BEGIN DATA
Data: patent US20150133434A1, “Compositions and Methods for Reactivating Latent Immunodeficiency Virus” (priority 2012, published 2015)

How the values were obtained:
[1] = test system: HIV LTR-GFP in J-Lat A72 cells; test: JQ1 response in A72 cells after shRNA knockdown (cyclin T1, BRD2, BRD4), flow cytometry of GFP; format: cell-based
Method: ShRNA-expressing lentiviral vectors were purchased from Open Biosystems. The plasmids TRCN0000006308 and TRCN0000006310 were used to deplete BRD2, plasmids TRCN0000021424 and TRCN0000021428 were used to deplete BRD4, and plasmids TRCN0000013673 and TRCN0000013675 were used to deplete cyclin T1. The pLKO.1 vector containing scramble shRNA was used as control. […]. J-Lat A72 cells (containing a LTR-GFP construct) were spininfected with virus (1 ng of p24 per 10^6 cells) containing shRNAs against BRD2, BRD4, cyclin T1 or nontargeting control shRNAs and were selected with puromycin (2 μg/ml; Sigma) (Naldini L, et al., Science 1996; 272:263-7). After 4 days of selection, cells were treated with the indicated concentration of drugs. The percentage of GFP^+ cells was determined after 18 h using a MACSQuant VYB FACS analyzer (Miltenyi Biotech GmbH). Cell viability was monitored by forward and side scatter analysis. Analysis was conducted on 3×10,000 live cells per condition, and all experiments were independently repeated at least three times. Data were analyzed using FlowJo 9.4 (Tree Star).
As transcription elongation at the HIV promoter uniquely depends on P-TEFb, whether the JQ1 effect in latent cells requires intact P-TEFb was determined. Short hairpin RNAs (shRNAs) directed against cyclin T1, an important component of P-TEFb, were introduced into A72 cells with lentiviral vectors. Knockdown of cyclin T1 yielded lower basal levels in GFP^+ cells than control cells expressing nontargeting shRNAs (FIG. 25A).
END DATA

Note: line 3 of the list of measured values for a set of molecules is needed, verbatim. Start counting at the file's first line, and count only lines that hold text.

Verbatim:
[1] = test system: HIV LTR-GFP in J-Lat A72 cells; test: JQ1 response in A72 cells after shRNA knockdown (cyclin T1, BRD2, BRD4), flow cytometry of GFP; format: cell-based